John Isner out of Wimbledon despite new aces record

US player John Isner reacts as he competes with Italy’s Jannik Sinner during their men’s singles tennis match on the fifth day of the 2022 Wimbledon Championships at The All England Tennis Club in Wimbledon, southwest London, on July 1, 2022. (Photo by SEBASTIEN BOZON / AFP) /

John Isner set a new record for the number of career aces in his third-round match at Wimbledon on Friday but it was not enough to overcome Italy’s Jannik Sinner.

The giant American walloped 24 aces but was broken twice in the match and went down 6-4, 7-6 (7/4), 6-3.

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The Italian, who did not face a break point in his two-hour, 20-minute triumph, will play 19-year-old Carlos Alcaraz in the last 16.

Isner started his match against the 10th seed four aces behind Croatia’s Ivo Karlovic, who has served 13,728.

The 37-year-old, who dumped Andy Murray out in the previous round, broke the record in the third game of his match on Court Two with his fifth ace.

“I’m actually very happy to break the record here,” said Isner, who admitted he was not at the top of his game on Friday.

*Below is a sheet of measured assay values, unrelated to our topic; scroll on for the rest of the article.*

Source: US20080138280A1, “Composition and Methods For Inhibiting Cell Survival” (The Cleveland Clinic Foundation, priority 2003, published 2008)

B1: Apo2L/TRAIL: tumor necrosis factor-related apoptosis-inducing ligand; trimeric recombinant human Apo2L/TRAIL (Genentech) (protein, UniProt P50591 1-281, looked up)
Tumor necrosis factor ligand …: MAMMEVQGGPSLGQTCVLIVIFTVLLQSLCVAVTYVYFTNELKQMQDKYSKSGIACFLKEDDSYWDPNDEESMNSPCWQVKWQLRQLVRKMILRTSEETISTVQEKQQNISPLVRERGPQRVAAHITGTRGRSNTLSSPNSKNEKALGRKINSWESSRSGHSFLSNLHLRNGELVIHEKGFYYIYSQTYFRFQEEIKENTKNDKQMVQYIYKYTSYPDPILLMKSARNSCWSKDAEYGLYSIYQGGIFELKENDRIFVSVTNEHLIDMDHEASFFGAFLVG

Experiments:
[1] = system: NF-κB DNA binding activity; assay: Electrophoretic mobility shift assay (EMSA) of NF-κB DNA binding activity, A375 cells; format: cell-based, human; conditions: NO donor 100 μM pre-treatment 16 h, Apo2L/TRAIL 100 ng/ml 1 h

“To do it at this tournament I think is pretty cool. Makes it maybe a little more special than to do it at a tournament not of this magnitude.”

"It was an incredible honour to play him on this court"@JohnIsner pays tribute to Andy Murray after notching a first career win over the Brit#Wimbledon | #CentreCourt100 pic.twitter.com/O70rDRTvoA

— Wimbledon (@Wimbledon) June 29, 2022

Andy Roddick, the last US man to win a Grand Slam singles title, way back in 2003, tweeted that Isner’s serve was the “best ever” as he closed in on the aces record.

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“I’d trade my old one for his immediately without thinking twice,” he said.

Isner, who stands six feet 10 inches (208 centimeters) tall, is also in the record books for taking part in the longest match in tennis history in 2010, against Frenchman Nicolas Mahut.

A plaque was unveiled outside Court 18 at Wimbledon to commemorate the contest, which lasted 11 hours and five minutes.

“Give him another plaque,” US tennis great John McEnroe said on ESPN.